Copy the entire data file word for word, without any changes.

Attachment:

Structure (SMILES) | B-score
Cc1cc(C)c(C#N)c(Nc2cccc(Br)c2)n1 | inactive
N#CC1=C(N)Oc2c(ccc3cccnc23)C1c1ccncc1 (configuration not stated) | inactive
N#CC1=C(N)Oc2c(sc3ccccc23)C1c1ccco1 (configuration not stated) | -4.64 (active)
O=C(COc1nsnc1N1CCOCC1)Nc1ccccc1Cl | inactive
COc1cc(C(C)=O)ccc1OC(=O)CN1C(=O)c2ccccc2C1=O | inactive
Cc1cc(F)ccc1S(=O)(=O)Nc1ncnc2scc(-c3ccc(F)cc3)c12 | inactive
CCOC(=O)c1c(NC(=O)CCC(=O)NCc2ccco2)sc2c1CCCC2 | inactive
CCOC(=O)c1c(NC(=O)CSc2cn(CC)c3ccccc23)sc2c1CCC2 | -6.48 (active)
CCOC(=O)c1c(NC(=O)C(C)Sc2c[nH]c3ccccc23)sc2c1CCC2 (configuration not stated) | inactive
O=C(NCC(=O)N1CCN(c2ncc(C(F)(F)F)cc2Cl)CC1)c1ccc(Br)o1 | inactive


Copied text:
Structure (SMILES) | B-score
Cc1cc(C)c(C#N)c(Nc2cccc(Br)c2)n1 | inactive
N#CC1=C(N)Oc2c(ccc3cccnc23)C1c1ccncc1 (configuration not stated) | inactive
N#CC1=C(N)Oc2c(sc3ccccc23)C1c1ccco1 (configuration not stated) | -4.64 (active)
O=C(COc1nsnc1N1CCOCC1)Nc1ccccc1Cl | inactive
COc1cc(C(C)=O)ccc1OC(=O)CN1C(=O)c2ccccc2C1=O | inactive
Cc1cc(F)ccc1S(=O)(=O)Nc1ncnc2scc(-c3ccc(F)cc3)c12 | inactive
CCOC(=O)c1c(NC(=O)CCC(=O)NCc2ccco2)sc2c1CCCC2 | inactive
CCOC(=O)c1c(NC(=O)CSc2cn(CC)c3ccccc23)sc2c1CCC2 | -6.48 (active)
CCOC(=O)c1c(NC(=O)C(C)Sc2c[nH]c3ccccc23)sc2c1CCC2 (configuration not stated) | inactive
O=C(NCC(=O)N1CCN(c2ncc(C(F)(F)F)cc2Cl)CC1)c1ccc(Br)o1 | inactive